Two faculty members from the Department of Internal Medicine and a professor of pathology at Yale School of Medicine will conduct research funded by an R01 grant by the National Institutes of Health into whether a liver-derived hormone affects renal cell carcinoma, the most common form of kidney cancer.
Rachel Perry, PhD, assistant professor (endocrinology and cellular and molecular physiology), is the principal investigator on the grant. Adebowale Adeniran, MD, professor of pathology, and Andrew Wang, MD/PhD, assistant professor (rheumatology and immunobiology), are co-investigators.
The kidney is one of the two organs in the body that can synthesize new glucose through a process known as gluconeogenesis, but the impact of this process in renal cell carcinoma is not known. Their proposal will test whether, and how, a metabolic stress signal, fibroblast growth factor-21 (FGF-21), drives renal cell carcinoma by increasing renal glucose production.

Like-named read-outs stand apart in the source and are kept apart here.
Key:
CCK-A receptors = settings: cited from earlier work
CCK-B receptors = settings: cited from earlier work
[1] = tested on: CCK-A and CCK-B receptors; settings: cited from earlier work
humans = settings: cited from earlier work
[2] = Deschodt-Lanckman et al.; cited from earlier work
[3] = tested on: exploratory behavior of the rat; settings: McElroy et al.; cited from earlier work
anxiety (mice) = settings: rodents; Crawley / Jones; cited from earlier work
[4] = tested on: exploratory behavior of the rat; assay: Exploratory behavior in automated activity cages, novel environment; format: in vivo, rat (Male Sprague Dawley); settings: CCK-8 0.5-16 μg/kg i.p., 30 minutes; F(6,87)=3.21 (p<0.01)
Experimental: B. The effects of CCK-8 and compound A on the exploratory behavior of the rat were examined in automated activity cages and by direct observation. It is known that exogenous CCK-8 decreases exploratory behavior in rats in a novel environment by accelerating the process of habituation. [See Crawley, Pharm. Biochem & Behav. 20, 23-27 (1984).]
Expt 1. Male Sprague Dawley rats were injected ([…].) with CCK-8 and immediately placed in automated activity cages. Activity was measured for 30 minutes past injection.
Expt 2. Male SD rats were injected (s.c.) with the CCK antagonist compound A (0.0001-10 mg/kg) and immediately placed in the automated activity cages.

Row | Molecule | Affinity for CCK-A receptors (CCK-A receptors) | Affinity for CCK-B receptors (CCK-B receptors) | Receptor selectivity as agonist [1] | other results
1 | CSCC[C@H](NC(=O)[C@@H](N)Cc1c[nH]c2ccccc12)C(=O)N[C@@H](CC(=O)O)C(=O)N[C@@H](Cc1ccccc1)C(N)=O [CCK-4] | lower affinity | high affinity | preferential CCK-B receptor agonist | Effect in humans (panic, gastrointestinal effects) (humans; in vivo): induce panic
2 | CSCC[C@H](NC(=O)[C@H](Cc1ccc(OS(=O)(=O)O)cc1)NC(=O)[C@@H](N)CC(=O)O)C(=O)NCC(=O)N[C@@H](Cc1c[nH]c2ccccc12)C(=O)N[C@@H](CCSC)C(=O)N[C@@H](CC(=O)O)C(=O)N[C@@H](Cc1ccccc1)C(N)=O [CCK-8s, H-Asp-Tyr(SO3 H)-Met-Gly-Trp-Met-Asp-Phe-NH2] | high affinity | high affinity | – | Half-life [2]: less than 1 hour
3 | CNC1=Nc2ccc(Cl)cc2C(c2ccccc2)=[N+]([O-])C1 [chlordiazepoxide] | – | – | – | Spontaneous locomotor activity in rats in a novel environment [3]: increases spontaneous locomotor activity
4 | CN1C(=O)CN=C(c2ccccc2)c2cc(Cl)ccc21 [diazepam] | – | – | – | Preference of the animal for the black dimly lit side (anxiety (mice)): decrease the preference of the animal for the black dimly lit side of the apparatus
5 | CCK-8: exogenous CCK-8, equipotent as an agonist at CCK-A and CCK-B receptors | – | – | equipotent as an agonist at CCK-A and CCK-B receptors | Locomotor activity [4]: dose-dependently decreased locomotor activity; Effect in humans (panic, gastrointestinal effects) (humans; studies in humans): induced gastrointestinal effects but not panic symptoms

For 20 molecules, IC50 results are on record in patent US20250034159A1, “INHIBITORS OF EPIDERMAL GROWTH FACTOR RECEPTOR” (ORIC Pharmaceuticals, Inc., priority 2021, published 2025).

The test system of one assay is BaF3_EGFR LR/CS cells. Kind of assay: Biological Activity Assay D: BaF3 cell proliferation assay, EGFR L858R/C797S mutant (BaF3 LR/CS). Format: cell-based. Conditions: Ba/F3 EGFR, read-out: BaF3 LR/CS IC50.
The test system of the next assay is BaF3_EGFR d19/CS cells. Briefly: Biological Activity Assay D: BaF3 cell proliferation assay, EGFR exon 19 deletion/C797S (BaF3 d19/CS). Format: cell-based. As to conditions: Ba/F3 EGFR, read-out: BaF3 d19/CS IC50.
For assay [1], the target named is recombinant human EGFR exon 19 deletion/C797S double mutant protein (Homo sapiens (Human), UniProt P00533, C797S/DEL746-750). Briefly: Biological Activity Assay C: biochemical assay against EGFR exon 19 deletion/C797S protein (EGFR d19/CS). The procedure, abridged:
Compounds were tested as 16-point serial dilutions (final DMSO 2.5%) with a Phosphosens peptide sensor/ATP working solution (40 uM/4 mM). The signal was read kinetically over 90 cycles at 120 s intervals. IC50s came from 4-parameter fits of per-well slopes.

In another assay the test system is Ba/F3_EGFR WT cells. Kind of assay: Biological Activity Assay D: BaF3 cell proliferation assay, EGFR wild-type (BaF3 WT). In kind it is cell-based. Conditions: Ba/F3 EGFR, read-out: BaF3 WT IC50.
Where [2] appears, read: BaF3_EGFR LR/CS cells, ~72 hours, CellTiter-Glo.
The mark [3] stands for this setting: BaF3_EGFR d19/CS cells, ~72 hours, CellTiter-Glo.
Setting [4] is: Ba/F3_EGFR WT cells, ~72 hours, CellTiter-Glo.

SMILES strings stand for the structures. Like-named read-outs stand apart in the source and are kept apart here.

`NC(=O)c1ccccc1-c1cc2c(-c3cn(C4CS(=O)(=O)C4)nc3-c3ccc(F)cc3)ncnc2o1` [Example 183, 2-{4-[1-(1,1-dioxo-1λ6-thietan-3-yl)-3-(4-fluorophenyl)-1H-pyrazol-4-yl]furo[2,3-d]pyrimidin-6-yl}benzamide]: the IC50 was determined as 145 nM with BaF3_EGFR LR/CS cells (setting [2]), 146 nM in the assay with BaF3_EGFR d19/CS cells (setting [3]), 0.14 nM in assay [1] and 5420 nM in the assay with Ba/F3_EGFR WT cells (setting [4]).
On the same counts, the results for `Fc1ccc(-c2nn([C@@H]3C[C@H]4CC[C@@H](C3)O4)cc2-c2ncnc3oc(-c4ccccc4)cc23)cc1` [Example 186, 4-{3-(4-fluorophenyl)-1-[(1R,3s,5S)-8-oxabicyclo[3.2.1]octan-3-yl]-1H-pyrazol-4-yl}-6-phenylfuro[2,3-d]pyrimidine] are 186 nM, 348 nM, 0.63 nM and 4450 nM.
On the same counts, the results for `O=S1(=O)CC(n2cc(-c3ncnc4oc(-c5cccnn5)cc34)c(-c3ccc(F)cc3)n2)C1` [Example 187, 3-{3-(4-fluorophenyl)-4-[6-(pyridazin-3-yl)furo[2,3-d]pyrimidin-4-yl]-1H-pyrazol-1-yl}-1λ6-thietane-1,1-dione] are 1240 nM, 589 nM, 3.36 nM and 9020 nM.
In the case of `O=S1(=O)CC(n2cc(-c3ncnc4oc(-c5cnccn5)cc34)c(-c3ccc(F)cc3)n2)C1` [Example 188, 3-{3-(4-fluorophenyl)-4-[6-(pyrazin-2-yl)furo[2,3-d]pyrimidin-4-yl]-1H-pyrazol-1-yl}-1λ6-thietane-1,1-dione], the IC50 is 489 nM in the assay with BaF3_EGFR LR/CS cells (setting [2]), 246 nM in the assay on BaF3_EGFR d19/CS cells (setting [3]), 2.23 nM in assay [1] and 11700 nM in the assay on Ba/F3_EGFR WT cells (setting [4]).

The investigators have shown that FGF-21 promotes kidney glucose production through a liver-central nervous system-kidney axis. “In people with renal cell carcinoma, high serum FGF-21 concentrations are correlated with poorer prognosis, but we don’t know why,” Perry said. “In the R01 proposal, we hypothesize that FGF-21 drives RCC progression by increasing renal glucose production, and that increased glucose fuels tumor progression.”
The study will use genetic and pharmacologic models and tracer analysis – a method that Perry and colleagues previously developed – to document kidney-specific gluconeogenesis rates in mice with kidney cancer, and link alterations in renal glucose production to renal cell carcinoma progression for the first time. A goal of the research is to identify FGF-21 as a potential therapeutic target for kidney cancer.
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